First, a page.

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Old 21st January 2011, 09:24 PM   #11
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Join Date: May 2010
Location: Ball Ground, GA
Determining what kind of effort and resources to put into a piece of equipment starts from accurately defining what it is. This amplifier was designed to be a "PA" type of record player amplifier. That is hardly to diminish what it is, as no doubt it did/does it's intended job quite well. But it is also to say that it was not particularly designed to be a high fidelity piece of equipment either, as that term has been established to mean.

As designed, this unit has very minimal tone control facilities, was designed for use with an economic crystal type pickup, has remote volume control capabilities, and has distortion, frequency response, and power bandwidth capabilities and a damping factor in keeping with PA type equipment.

In looking at it from a modification standpoint, you can look at two basic building blocks of the design: The AF amp/tone control section (1st 6SN7), and the power amp section (2nd 6SN7 and 6L6s).

You can certainly place a simple volume control at the input to control high level inputs into the unit. It's value is best determined by what source will be driving it. Use a 100K control for SS sources, and 500K for VT sources. However, a much better approach would be to bypass the AF amp/tone control section all together, use a good outboard mono preamp, and inject it's signal straight into the power amplifier section of this unit. This would bypass all the existing tone switches and crystal pickup equalization built into the unit now, allow for much more versatile use from a more flexible and capable preamplifier, and allow the unit to basically operate as a mono block power amplifier.

In doing that job, one of the biggest differences (i.e. most noticeable differences) between PA type power amplifiers and high fidelity power amplifiers, is that PA amplifiers offer very little electrical damping to the speaker. Therefore, PA type amplifiers often tend to have a larger bass sound than high fidelity amplifiers do. It may be enjoyable, but it is not accurate. However, used with a more flexible preamplifier, this could be addressed to some degree with the bass and/or loudness controls.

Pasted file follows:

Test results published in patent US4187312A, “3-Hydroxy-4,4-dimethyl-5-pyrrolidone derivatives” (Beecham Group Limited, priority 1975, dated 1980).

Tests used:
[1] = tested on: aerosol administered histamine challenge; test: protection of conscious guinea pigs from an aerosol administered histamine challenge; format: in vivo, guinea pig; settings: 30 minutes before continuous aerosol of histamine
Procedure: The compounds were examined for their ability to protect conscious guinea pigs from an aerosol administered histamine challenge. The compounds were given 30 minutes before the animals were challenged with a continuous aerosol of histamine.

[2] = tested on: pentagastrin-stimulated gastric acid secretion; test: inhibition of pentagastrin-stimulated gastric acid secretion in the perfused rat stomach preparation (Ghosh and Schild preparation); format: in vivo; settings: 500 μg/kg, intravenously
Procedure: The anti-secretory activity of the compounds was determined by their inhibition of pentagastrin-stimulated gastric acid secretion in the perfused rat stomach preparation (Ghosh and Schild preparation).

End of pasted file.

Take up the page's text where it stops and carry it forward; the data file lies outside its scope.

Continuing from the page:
Finally, one of the greatest things about this unit is it's size, design, and construction. There's lots of room to work with, it's a straight forward, well proven circuit format, and is a great piece of equipment for you to learn and cut your teeth on. Basically, the sky's the limit as to how much you might want to modify it, from a simple restoration of the existing unit, to gutting the chassis for an entirely new design.

I offer all of this simply to help you channel your efforts with it. Good luck!

Dave
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Old 22nd January 2011, 08:27 PM   #12
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Join Date: Jan 2011
Location: New Brunswick
Thanks DCG, I will use this to initiate the engineering section. For the time being, I will be obtaining parts and cultivating the local contact.

I am unapologetic when I say I believe that proper bass response has been critically missing since the migration to solid-state; this I get from my Sherwood and high-end jazz recordings from that last stages of the tube era.

The parts quandary is that these units are all worth restoring, and, hence it makes no sense to "cannibalize" any of them (unless one intends to swap parts between them like race mechanics swap around engines and tires, and such).

Expansion into, say, tube-based reel-to-reel tape recording, will also be difficult as these units are museum pieces--and priced accordingly.
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Old 1st February 2011, 06:51 PM   #13
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Join Date: Jan 2011
Location: New Brunswick
What kind of volume control will I need?

I am going to ebay for the new valves, and a volume control (and hence the above question.

I contacted the senior go-to only to find that he ditched his valves with the onset of solid-state, and went straight for computers. He is a retired math teacher, with a PhD, and still has active interested in tech education.

When I told him that I feel that tubes sound better, he immediately confirmed this. His own oscilloscope testing showed that transistors add distortion.

I asked him about the theory of tubes, such as why tubes require much simpler schematics, and his response when right over my head. I guess I should work on the physical side for a while, and then attack the theory.

(I am quietly hoping that this guy can help me form a computer club to look at L4, the most advanced, but ignored, microkernel)
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